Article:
Missing Brick November 24, 2012 at 07:48 AM
The price of the home does not factor in. Only the income level of the applicant, the fact that it is a primary residence and the amount of damage to the home. (If it lies within the zone designated as disaster area.) It is un-informed inflammatory statements like this one above that probably kept you out of such a home that you seem to envy.
Missing Brick November 24, 2012 at 07:55 AM
It isn't that simple. I am not on the ocean, but am on the bay and for 35 years water has never come this high. Our bulkhead (one part of the usual protections) has prevented every previous flood that mother nature threw out as, including several hurricanes, but when nearly 15' of water comes in a swell, nothing you can do will protect it. Hundreds of people were in the same position that day and I'm sure every avenue to protect our homes will be explored, yet there are no guarantees and matters of practical budget too.
Elaine November 24, 2012 at 08:37 PM
BN, I could be wrong. I think craig's point was all the money the state receives from the tourist who go to all the business establishments that collect all the taxes and sends it to the state. The politicians are all over that money. They don't want or can afford to lose all that money. So the politicians will say and do anything in their power. Don't you think?
ReallY? November 24, 2012 at 09:24 PM
Just Watching? What is that supposed to mean? The school portions of property tax and lost revenue? From Whom? Mantoloking? They have no schools and the few kids that they have and does attend the public school system, I am almost sure goes to the Point Beach School System. I thought this is one town that they don't go by assessed values attached to the school portion of the tax bill. Well ,the schools or towns are going to have to give out pink slips. Stop feeding the beast and keep what is truly needed. Basically get rid of the waste or the state needs to come up with another way or plan to support the schools other than just real estate taxes. It should have been changed years ago anyway. None of these towns will survive on only receiving half the revenue of any town the NJ way.
Lauren November 24, 2012 at 11:34 PM
Shack or mansion, main residence or summer place......it's still someone's home. How would you all feel? Stop being nasty and negative.
Nick Carraway November 25, 2012 at 05:09 AM
I am truly saddened to see the devastation that resulted in Mantoloking, along with photos of the devastation caused throughout the area as result of Sandy. This was the worst storm to hit New Jersey, in the history of New Jersey. The water came in higher than it ever did before. How can you prepare for what you don't know or can expect? For those who lack the ability to commensurate with those who suffered losses in Mantoloking, ask yourself how you would feel if you knew that you're property might've been damaged but were even denied the right to see the damage for yourself. That was what happened in areas like Mantoloking, Ortley Beach and other Jersey Shore areas...the towns were deemed unsafe for the people to return for a period of time after the storm. Some of these homes may have been second homes, but others were primary residences. All of these homes held memories for someone, and now those homes are gone. Imagine what it must feel like to own a property worth $1 million one day, and then virtually nothing the next. For those who suffered as result of Sandy, know that there are those who support you.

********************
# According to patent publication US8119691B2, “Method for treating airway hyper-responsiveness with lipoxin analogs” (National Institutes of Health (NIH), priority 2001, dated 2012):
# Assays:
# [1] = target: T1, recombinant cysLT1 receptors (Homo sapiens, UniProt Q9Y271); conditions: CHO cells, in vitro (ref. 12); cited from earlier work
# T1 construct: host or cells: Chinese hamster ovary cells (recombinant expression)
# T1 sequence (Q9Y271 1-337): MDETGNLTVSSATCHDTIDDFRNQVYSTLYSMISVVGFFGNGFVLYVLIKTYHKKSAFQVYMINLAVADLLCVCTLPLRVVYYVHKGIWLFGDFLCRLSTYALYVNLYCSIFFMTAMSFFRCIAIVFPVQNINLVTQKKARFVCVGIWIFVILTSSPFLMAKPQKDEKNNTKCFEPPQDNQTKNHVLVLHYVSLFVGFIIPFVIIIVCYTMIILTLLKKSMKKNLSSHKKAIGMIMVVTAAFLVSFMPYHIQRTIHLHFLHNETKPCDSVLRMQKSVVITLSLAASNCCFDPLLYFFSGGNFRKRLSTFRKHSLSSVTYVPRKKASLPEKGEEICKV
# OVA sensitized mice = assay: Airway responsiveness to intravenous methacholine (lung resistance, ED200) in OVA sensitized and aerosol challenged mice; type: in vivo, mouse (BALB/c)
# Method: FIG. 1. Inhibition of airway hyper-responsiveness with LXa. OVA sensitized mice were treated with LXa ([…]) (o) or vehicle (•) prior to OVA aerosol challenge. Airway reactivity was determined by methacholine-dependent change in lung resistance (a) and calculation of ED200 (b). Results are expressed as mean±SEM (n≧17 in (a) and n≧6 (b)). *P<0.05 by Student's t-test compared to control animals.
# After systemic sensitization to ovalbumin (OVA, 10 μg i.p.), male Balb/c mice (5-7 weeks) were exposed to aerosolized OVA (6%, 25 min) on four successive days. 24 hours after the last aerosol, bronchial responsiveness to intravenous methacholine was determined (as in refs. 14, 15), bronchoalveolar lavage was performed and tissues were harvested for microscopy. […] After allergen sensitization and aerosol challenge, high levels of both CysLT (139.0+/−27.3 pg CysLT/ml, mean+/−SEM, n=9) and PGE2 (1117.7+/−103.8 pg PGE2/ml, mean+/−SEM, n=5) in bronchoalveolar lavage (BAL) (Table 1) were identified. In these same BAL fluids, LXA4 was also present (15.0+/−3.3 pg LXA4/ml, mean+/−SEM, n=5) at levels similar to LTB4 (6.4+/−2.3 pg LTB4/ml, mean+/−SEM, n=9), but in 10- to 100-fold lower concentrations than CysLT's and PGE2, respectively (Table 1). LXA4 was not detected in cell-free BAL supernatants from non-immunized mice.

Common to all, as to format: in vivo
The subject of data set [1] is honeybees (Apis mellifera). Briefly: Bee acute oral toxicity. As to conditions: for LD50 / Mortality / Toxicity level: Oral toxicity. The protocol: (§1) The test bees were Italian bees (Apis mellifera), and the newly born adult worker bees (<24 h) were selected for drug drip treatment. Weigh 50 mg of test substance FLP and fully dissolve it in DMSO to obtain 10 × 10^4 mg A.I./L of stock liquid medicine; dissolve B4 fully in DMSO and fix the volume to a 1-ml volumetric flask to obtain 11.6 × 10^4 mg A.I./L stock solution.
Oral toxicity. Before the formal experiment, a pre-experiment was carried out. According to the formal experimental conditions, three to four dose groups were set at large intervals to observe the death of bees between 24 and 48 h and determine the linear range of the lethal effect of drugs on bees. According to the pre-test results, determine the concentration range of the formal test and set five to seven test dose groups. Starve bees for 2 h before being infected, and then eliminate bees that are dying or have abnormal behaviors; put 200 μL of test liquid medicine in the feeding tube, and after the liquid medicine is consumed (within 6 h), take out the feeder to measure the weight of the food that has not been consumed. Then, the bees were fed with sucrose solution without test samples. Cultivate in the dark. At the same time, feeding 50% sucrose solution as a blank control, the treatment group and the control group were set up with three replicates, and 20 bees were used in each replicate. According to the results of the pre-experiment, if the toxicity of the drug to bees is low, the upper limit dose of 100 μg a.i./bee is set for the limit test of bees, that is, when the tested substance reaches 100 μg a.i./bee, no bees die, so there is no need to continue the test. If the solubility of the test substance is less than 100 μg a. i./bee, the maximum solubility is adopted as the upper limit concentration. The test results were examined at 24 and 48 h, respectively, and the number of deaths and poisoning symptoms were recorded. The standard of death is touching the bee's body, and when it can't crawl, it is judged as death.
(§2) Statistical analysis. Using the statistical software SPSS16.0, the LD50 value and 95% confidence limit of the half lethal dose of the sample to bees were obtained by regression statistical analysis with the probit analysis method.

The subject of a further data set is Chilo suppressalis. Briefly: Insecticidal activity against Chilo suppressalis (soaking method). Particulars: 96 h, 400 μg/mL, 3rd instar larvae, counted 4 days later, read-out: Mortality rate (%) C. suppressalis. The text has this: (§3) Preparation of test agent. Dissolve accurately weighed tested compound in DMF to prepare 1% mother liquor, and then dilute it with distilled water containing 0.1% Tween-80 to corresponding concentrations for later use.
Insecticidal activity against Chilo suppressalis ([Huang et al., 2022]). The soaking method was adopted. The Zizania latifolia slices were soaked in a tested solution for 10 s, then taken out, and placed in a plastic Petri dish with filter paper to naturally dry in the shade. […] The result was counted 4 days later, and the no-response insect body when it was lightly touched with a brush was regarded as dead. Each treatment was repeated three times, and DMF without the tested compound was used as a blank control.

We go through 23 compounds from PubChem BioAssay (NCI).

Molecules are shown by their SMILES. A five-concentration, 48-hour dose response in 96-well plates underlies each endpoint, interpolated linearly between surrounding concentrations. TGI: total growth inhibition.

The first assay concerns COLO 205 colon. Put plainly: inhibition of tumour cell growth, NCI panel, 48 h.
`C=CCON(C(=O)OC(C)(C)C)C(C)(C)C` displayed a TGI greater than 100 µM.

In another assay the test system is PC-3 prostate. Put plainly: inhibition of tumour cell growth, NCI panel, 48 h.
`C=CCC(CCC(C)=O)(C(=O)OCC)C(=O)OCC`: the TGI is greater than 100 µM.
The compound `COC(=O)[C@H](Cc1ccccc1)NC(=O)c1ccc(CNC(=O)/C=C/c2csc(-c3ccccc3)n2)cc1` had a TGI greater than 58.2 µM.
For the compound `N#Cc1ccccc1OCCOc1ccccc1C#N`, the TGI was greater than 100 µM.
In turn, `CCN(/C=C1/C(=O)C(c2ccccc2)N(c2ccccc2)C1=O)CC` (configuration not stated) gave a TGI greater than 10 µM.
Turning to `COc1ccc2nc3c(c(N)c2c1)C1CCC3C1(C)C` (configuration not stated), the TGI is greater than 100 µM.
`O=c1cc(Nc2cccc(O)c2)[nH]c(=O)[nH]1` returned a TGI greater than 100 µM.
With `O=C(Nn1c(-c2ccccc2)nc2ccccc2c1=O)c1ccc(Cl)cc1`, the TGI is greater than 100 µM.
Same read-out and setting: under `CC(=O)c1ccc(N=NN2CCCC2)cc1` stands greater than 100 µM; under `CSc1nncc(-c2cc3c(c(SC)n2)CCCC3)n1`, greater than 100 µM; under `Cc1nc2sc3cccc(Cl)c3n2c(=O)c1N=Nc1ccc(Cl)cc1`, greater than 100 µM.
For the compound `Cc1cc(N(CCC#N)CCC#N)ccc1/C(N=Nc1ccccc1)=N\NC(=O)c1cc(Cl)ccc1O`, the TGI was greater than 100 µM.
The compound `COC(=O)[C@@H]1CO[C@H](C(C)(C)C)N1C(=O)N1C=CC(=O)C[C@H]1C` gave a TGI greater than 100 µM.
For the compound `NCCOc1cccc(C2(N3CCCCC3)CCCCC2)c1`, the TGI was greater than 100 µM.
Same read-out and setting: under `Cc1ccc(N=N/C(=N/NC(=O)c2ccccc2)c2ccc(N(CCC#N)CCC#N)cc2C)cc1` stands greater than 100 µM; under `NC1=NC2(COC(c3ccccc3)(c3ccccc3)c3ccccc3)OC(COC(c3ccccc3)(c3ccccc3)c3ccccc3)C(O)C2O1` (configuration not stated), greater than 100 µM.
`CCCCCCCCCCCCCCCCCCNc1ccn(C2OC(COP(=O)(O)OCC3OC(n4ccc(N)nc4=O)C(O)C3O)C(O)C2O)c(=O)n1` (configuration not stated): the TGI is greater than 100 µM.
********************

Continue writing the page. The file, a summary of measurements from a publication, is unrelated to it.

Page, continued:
S Talarico November 25, 2012 at 02:31 PM
I can feel bad for folks who lost their vacation homes. But, I still don't think that federal flood insurance (my tax dollars) should be used for them to rebuild those houses.
WMS826 November 25, 2012 at 02:46 PM
Why is this my problem to pay for some hedge fund managers summer vacation. They bought homes that were not insurable for way more money thanthey were worth. Yea they were getting millions for these homes, but if a storm comes and wipes it away and you get nothing or only 250k, then you paid too much. Merge mantoloking with Brick or Bay Head, enough all ready, I am not ready to do this again in 3 years for the next 500 year storm.
Lov2swim November 26, 2012 at 01:19 PM
Not everyone needs a 2nd home, they earned it, they get it.... so now you want all people who worked hard and have a second home to give it up for you??? typical Libby..you folks want everything for nothing!!! You think everyone owes you a living, a house.... My friend lives in Point Pleasant, on a Lagoon, and her only home and Fema turned her down...she lost all her contents in her whole first floor, garage and shed. Plus all her fish died in her pond. Where is the fairness in that?
Lov2swim November 26, 2012 at 01:21 PM
I agree Suz...makes me sick to hear people complaine about this!
Lov2swim November 26, 2012 at 01:28 PM
Nick, Well said!!
Colleen rogan November 26, 2012 at 08:55 PM
The tourist season supports the entire state and a lot of the homes are rented by the same families each summer and are as impacted as the "owners". When we "only rented" the house felt like ours and we loved being part of the wonderful shore community each summer. This tragedy goes beyond who is listed on the deed to a house.
STEVEN DOMINICK November 27, 2012 at 06:34 AM
Stop it, You know want you people sound like , give people a break. everybody lost something, Because they make more money then us, big deal.get a life, try being nice, it really works. , tough times have a heart please...
STEVEN DOMINICK November 27, 2012 at 06:54 PM
thank you
SadNJGirl February 20, 2013 at 01:03 AM
If you people used 1/2 the energy helping that you do criticizing and passing judgement, we would be in a better place. It shouldn't matter if it was Mantoloking or Union Beach or Seaside. It's my HOME STATE. I'm heartbroken for all and wish I could do more. If you don't have anything nice to say....BE QUIET.